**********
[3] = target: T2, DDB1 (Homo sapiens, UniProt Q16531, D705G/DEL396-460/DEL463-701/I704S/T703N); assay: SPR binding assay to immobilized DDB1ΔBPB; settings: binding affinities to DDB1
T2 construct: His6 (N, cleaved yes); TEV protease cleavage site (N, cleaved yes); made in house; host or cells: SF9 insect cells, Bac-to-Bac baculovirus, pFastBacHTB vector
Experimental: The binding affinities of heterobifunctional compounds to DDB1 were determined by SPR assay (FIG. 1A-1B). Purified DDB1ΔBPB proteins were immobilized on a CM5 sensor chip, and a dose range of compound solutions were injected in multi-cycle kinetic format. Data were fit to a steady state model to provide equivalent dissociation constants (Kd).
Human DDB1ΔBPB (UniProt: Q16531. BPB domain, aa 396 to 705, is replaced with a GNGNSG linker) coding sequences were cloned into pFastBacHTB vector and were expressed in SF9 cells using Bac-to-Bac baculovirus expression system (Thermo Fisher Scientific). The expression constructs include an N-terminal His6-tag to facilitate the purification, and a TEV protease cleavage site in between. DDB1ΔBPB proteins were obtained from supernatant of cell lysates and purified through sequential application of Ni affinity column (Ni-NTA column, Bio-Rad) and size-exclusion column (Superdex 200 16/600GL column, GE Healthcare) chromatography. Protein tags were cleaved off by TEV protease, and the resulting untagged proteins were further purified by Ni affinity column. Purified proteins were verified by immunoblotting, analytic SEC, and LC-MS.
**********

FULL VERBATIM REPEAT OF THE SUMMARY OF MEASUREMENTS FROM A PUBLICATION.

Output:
[3] = target: T2, DDB1 (Homo sapiens, UniProt Q16531, D705G/DEL396-460/DEL463-701/I704S/T703N); assay: SPR binding assay to immobilized DDB1ΔBPB; settings: binding affinities to DDB1
T2 construct: His6 (N, cleaved yes); TEV protease cleavage site (N, cleaved yes); made in house; host or cells: SF9 insect cells, Bac-to-Bac baculovirus, pFastBacHTB vector
Experimental: The binding affinities of heterobifunctional compounds to DDB1 were determined by SPR assay (FIG. 1A-1B). Purified DDB1ΔBPB proteins were immobilized on a CM5 sensor chip, and a dose range of compound solutions were injected in multi-cycle kinetic format. Data were fit to a steady state model to provide equivalent dissociation constants (Kd).
Human DDB1ΔBPB (UniProt: Q16531. BPB domain, aa 396 to 705, is replaced with a GNGNSG linker) coding sequences were cloned into pFastBacHTB vector and were expressed in SF9 cells using Bac-to-Bac baculovirus expression system (Thermo Fisher Scientific). The expression constructs include an N-terminal His6-tag to facilitate the purification, and a TEV protease cleavage site in between. DDB1ΔBPB proteins were obtained from supernatant of cell lysates and purified through sequential application of Ni affinity column (Ni-NTA column, Bio-Rad) and size-exclusion column (Superdex 200 16/600GL column, GE Healthcare) chromatography. Protein tags were cleaved off by TEV protease, and the resulting untagged proteins were further purified by Ni affinity column. Purified proteins were verified by immunoblotting, analytic SEC, and LC-MS.